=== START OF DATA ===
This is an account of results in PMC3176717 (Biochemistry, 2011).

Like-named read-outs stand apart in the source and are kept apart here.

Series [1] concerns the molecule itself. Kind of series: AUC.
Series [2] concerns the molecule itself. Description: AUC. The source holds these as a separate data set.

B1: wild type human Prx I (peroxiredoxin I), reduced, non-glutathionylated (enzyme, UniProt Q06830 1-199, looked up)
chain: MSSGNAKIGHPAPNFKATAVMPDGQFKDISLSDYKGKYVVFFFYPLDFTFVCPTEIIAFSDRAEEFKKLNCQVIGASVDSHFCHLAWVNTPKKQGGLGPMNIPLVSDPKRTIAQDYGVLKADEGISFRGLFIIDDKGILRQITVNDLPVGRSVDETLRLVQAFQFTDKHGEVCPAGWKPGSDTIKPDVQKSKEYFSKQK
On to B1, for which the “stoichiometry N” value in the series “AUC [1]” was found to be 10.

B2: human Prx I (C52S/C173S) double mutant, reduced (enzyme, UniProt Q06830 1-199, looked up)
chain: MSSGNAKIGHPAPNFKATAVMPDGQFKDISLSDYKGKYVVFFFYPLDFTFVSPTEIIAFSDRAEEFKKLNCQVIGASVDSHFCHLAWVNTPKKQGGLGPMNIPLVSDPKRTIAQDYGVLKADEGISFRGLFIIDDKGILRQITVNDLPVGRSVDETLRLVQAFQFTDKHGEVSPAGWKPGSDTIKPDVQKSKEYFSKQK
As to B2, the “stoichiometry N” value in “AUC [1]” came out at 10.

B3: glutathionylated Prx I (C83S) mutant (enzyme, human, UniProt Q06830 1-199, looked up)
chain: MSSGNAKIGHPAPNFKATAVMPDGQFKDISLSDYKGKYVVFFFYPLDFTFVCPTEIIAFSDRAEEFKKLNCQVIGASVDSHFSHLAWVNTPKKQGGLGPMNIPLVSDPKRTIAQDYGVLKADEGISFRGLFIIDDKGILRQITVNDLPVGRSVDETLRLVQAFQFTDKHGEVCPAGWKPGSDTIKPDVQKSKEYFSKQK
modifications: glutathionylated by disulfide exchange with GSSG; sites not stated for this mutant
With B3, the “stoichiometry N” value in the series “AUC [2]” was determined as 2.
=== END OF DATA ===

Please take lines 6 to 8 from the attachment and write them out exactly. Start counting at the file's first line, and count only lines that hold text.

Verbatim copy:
chain: MSSGNAKIGHPAPNFKATAVMPDGQFKDISLSDYKGKYVVFFFYPLDFTFVCPTEIIAFSDRAEEFKKLNCQVIGASVDSHFCHLAWVNTPKKQGGLGPMNIPLVSDPKRTIAQDYGVLKADEGISFRGLFIIDDKGILRQITVNDLPVGRSVDETLRLVQAFQFTDKHGEVCPAGWKPGSDTIKPDVQKSKEYFSKQK
On to B1, for which the “stoichiometry N” value in the series “AUC [1]” was found to be 10.

B2: human Prx I (C52S/C173S) double mutant, reduced (enzyme, UniProt Q06830 1-199, looked up)